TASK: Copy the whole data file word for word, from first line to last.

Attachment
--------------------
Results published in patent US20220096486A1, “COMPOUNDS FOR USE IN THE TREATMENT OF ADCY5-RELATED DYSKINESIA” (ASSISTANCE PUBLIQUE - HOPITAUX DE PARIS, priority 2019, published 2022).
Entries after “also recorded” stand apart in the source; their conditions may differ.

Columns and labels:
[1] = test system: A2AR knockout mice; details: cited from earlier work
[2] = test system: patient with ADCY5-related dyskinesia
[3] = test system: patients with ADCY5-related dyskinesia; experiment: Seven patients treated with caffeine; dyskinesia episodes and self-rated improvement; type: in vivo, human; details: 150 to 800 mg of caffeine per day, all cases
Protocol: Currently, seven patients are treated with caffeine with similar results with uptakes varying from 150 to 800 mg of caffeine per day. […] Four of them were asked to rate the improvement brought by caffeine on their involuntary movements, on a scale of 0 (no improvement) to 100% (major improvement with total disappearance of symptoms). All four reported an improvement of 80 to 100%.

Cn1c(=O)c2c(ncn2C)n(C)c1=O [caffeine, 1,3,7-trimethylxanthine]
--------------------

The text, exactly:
Results published in patent US20220096486A1, “COMPOUNDS FOR USE IN THE TREATMENT OF ADCY5-RELATED DYSKINESIA” (ASSISTANCE PUBLIQUE - HOPITAUX DE PARIS, priority 2019, published 2022).
Entries after “also recorded” stand apart in the source; their conditions may differ.

Columns and labels:
[1] = test system: A2AR knockout mice; details: cited from earlier work
[2] = test system: patient with ADCY5-related dyskinesia
[3] = test system: patients with ADCY5-related dyskinesia; experiment: Seven patients treated with caffeine; dyskinesia episodes and self-rated improvement; type: in vivo, human; details: 150 to 800 mg of caffeine per day, all cases
Protocol: Currently, seven patients are treated with caffeine with similar results with uptakes varying from 150 to 800 mg of caffeine per day. […] Four of them were asked to rate the improvement brought by caffeine on their involuntary movements, on a scale of 0 (no improvement) to 100% (major improvement with total disappearance of symptoms). All four reported an improvement of 80 to 100%.

Cn1c(=O)c2c(ncn2C)n(C)c1=O [caffeine, 1,3,7-trimethylxanthine]